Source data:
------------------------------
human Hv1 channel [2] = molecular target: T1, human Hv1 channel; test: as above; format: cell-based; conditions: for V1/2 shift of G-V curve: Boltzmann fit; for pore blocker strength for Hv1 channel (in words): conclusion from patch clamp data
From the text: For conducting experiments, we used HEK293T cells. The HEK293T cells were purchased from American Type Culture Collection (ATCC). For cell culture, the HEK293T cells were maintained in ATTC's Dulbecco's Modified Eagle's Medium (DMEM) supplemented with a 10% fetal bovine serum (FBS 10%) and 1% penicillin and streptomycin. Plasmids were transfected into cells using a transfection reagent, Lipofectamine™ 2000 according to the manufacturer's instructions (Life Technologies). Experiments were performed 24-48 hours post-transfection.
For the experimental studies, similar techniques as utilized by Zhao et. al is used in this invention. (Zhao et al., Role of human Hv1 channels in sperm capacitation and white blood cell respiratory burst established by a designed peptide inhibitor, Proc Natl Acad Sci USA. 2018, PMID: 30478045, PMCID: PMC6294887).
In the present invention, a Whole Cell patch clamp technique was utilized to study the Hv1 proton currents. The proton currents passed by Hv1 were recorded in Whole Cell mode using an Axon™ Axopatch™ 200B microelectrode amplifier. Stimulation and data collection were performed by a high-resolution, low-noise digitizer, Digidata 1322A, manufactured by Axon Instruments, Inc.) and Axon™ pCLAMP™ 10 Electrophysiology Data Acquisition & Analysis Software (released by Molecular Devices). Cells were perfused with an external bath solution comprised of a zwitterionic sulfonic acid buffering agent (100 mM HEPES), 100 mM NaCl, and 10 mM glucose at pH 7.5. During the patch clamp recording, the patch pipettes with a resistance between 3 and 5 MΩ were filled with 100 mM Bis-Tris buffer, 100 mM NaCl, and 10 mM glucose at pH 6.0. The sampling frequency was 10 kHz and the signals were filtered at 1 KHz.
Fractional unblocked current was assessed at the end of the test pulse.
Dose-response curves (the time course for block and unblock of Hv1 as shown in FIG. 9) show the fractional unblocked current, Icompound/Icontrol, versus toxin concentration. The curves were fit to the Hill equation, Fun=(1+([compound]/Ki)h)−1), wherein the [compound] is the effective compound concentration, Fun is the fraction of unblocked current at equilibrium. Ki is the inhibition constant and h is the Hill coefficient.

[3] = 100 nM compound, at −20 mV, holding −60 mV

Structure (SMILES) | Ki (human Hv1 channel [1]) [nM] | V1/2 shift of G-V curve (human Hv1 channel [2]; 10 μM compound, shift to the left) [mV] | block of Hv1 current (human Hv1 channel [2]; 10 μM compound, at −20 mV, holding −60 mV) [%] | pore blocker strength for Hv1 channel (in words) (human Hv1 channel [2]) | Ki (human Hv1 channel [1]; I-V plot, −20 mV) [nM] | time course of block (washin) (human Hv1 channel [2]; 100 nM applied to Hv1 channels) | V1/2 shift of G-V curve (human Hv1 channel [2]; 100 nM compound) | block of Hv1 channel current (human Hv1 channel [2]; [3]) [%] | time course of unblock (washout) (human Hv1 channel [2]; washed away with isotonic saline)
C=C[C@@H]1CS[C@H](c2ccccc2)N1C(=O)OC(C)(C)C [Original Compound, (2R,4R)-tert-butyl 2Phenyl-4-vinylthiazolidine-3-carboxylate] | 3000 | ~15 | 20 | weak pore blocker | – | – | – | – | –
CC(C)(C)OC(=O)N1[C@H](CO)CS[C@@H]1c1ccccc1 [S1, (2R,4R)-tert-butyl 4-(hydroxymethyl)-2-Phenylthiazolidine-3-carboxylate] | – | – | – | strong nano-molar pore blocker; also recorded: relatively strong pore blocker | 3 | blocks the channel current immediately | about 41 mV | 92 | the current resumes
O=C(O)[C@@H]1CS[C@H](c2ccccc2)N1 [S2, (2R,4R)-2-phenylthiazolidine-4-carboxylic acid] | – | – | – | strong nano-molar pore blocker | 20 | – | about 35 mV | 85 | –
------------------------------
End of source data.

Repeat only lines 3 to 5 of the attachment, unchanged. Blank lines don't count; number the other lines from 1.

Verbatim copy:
For the experimental studies, similar techniques as utilized by Zhao et. al is used in this invention. (Zhao et al., Role of human Hv1 channels in sperm capacitation and white blood cell respiratory burst established by a designed peptide inhibitor, Proc Natl Acad Sci USA. 2018, PMID: 30478045, PMCID: PMC6294887).
In the present invention, a Whole Cell patch clamp technique was utilized to study the Hv1 proton currents. The proton currents passed by Hv1 were recorded in Whole Cell mode using an Axon™ Axopatch™ 200B microelectrode amplifier. Stimulation and data collection were performed by a high-resolution, low-noise digitizer, Digidata 1322A, manufactured by Axon Instruments, Inc.) and Axon™ pCLAMP™ 10 Electrophysiology Data Acquisition & Analysis Software (released by Molecular Devices). Cells were perfused with an external bath solution comprised of a zwitterionic sulfonic acid buffering agent (100 mM HEPES), 100 mM NaCl, and 10 mM glucose at pH 7.5. During the patch clamp recording, the patch pipettes with a resistance between 3 and 5 MΩ were filled with 100 mM Bis-Tris buffer, 100 mM NaCl, and 10 mM glucose at pH 6.0. The sampling frequency was 10 kHz and the signals were filtered at 1 KHz.
Fractional unblocked current was assessed at the end of the test pulse.